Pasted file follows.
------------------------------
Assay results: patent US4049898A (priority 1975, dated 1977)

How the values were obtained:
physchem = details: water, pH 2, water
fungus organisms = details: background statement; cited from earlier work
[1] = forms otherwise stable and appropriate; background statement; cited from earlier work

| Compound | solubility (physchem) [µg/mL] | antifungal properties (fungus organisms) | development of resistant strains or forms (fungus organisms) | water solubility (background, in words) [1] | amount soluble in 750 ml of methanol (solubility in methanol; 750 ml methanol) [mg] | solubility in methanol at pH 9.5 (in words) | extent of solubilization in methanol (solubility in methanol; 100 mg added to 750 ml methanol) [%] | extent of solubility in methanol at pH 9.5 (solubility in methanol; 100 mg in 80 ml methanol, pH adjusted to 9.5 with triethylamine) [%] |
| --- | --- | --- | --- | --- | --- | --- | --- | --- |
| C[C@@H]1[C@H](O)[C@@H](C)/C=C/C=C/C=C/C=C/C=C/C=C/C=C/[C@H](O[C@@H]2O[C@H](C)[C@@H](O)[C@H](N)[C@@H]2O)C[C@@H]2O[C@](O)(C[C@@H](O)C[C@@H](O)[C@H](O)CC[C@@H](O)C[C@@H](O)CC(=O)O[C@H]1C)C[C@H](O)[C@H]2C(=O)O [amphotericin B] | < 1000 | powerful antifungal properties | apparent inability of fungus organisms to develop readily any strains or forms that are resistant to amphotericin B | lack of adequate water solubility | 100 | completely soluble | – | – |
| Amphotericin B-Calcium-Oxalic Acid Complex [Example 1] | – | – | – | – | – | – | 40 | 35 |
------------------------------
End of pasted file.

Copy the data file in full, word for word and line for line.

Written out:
Assay results: patent US4049898A (priority 1975, dated 1977)

How the values were obtained:
physchem = details: water, pH 2, water
fungus organisms = details: background statement; cited from earlier work
[1] = forms otherwise stable and appropriate; background statement; cited from earlier work

| Compound | solubility (physchem) [µg/mL] | antifungal properties (fungus organisms) | development of resistant strains or forms (fungus organisms) | water solubility (background, in words) [1] | amount soluble in 750 ml of methanol (solubility in methanol; 750 ml methanol) [mg] | solubility in methanol at pH 9.5 (in words) | extent of solubilization in methanol (solubility in methanol; 100 mg added to 750 ml methanol) [%] | extent of solubility in methanol at pH 9.5 (solubility in methanol; 100 mg in 80 ml methanol, pH adjusted to 9.5 with triethylamine) [%] |
| --- | --- | --- | --- | --- | --- | --- | --- | --- |
| C[C@@H]1[C@H](O)[C@@H](C)/C=C/C=C/C=C/C=C/C=C/C=C/C=C/[C@H](O[C@@H]2O[C@H](C)[C@@H](O)[C@H](N)[C@@H]2O)C[C@@H]2O[C@](O)(C[C@@H](O)C[C@@H](O)[C@H](O)CC[C@@H](O)C[C@@H](O)CC(=O)O[C@H]1C)C[C@H](O)[C@H]2C(=O)O [amphotericin B] | < 1000 | powerful antifungal properties | apparent inability of fungus organisms to develop readily any strains or forms that are resistant to amphotericin B | lack of adequate water solubility | 100 | completely soluble | – | – |
| Amphotericin B-Calcium-Oxalic Acid Complex [Example 1] | – | – | – | – | – | – | 40 | 35 |